Insurance coverage for underinsured and uninsured motorist coverage laws are often times confusing. One source of such confusion is the determination of coverage owed when there are multiple tortfeasors. The recent case of Illinois Emcasco Ins. Co. v. Tufano, 2016 IL App (1st) 151196 provides guidance in this circumstance.
A passenger in a car that collided with another car resulting in injuries claimed to be in the millions of dollars. Id. at ¶ 1. The passenger sued both drivers. Id. One driver had a $100,000 insurance policy that was tendered in full. Id. The other driver had a $300,000 policy that was also tendered, resulting in a payment of $295,000 under that policy. Id. The injured passenger had an underinsured motorist policy in the amount of $500,000 with Illinois Emcasco Insurance Company. Id.
The issue in this case was whether Emcasco was required to cover the difference between what was received from the two drivers collectively and the $500,000 underinsured policy, for a total of $105,000. Or, whether the $500,000 underinsured coverage could be applied to each driver separately, for a total of $605,000. Id at ¶2.
The underinsured motorist coverage in the Emcasco Policy provided:
“Underinsured Motorists Coverage”
LIMIT OF LIABILITY
The limit of liability shown in the Schedule or in the Declarations for Underinsured Motorist Coverage is our maximum limit of liability for damages because of ‘bodily injury’ resulting from any one accident. This is the most we will pay regardless of the number of:
- Claims made;
- Vehicles or premiums shown in the Declarations; or Vehicles involved in the accident.” Id at ¶10.
The Emcasco policy also contained a “set off” provision, that provided “Except in the event of a ‘settlement agreement,’ the limit of liability for this coverage shall be reduced by all sums paid because of the ‘bodily injury’ by or on behalf of persons or organizations who may be legally responsible. Id at ¶11.
Where multiple tortfeasors are involved and the insurer wants to offset the collective payments made by all tortfeasors against the underinsured coverage, the plain language of the policy is not the end of the inquiry. Id at ¶22. The court also considers whether application of the policy language violates the public policy behind the underinsured motorist statute. Id at ¶22.
Outcome of the Illinois Case Illinois Emcasco Ins. Co. v. Tufano
Three principles emerge from the Illinois case law:
- Underinsured motorist coverage should place the insured in the same position he or she would have occupied if the tortfeasor had carried insurance in the same amount as the insured;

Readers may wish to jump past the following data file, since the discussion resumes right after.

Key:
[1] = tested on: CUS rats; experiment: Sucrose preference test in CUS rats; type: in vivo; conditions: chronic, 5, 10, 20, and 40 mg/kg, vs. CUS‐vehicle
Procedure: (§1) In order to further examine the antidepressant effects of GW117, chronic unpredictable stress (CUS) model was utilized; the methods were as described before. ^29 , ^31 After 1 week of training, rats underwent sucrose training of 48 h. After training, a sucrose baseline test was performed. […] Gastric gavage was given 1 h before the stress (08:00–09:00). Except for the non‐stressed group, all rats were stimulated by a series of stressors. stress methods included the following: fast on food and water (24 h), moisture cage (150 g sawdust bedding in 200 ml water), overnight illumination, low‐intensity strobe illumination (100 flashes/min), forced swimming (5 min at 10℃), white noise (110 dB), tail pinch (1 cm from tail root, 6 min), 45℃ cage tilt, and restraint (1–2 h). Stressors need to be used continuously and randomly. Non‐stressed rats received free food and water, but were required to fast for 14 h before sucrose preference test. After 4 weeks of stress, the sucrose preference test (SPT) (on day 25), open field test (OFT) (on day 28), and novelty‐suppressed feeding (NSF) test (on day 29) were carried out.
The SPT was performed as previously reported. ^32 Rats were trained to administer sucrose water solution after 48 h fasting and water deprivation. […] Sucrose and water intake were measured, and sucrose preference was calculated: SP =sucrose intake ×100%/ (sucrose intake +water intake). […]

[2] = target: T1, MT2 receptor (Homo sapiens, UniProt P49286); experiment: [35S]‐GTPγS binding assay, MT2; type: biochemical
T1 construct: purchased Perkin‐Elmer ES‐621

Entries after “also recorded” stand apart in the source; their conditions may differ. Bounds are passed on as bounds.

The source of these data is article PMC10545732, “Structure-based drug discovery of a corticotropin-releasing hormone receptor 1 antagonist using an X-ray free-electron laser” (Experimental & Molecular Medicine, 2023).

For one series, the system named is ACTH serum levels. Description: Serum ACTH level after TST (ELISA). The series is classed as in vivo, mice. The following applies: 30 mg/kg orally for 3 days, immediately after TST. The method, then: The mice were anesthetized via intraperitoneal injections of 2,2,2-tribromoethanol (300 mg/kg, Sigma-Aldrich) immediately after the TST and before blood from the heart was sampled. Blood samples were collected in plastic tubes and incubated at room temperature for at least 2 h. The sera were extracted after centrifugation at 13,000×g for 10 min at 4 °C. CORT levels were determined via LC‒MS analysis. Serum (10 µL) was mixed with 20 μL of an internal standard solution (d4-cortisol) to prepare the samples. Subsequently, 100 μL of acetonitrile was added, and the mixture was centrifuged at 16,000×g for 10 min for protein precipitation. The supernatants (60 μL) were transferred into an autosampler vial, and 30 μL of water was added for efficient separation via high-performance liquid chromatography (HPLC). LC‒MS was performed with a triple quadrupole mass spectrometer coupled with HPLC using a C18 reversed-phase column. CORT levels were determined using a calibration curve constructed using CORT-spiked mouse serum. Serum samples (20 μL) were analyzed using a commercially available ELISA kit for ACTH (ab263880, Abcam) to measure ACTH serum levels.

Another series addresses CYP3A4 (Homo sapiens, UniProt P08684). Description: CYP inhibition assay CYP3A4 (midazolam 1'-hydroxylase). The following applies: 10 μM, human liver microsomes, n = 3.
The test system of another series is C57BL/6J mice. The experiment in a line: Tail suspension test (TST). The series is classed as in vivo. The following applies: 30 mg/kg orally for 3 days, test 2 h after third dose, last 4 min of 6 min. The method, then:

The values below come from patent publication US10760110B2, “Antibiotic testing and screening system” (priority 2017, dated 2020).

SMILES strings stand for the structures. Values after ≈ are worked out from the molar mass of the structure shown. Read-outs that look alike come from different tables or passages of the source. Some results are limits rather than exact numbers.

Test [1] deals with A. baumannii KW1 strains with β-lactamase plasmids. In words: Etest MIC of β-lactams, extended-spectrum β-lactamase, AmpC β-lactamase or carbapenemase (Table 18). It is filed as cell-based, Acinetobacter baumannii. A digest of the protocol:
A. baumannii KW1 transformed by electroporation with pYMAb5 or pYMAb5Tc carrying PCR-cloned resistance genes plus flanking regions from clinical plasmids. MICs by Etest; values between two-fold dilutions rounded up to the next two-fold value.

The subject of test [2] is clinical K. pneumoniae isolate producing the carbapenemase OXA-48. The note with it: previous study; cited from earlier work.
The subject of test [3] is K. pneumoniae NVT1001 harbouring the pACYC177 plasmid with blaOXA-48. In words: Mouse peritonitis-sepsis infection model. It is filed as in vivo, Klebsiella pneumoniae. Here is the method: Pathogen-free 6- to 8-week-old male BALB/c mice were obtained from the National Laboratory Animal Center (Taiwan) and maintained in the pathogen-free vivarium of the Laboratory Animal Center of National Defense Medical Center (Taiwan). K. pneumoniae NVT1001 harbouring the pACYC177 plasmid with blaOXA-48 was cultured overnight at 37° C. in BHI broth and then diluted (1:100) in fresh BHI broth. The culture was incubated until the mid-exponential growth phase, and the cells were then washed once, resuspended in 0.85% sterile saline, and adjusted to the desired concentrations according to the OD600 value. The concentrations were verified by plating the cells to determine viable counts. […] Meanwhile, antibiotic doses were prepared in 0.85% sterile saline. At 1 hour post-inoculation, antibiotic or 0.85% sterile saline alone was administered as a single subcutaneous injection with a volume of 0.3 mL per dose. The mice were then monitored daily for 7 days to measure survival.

- Underinsured motorist coverage exists to fill the gap between the amount received from the tortfeasor’s insurance and the amount of the insured’s underinsured-motorist policy limit; and
- Underinsured-motorist coverage is not intended to allow the insured to recover amounts from the insurer over and above the insured’s underinsured-motorist policy limit. Id at ¶25.
In situations such as Tufano, where there is one claimant and multiple tortfeasors, application of underinsured coverage can be complex when these three principles are taken into account. Id at ¶27. For example, in order to satisfy the second principle, Emcasco would only owe $105,000. Id. However, this would not satisfy the first principle, to put the injured passenger in the same position as if both at fault drivers had $500,000 in insurance coverage, which would entitle the injured passenger to $1,000,000 overall. Id. If the first principle was ranked above the second principle, then the third principle would be violated because Emcasco would be required to pay more than the policy limit. Id.
Ultimately, the Court determined that, where multiple tortfeasors are involved in an accident in which an underinsured motorist policyholder is injured, the policyholder must be placed in the same position as if each tortfeasor carried the same amount of insurance as the policyholder. Id. at ¶41. One tortfeasor’s payment cannot be used to offset the underinsurance gap of another tortfeasor; each instance of underinsurance must be viewed distinctly. Id. However, the amount of coverage the policyholder can receive from the underinsured motorist carrier is capped by the overall limit of the underinsured motorist policy, because the insurer should not be required to pay a policyholder more than was promised or more than the amount for which the policyholder paid in premiums. Id.
While the determination of underinsured insurance coverage involving multiple tortfeasors may be a difficult determination to make, insurers can rest assured that Illinois insurance law will not require a payment over and above the underinsured policy limit.
For information about this topic or any other insurance coverage concerns, contact Kelly Purkey at McKenna Storer.
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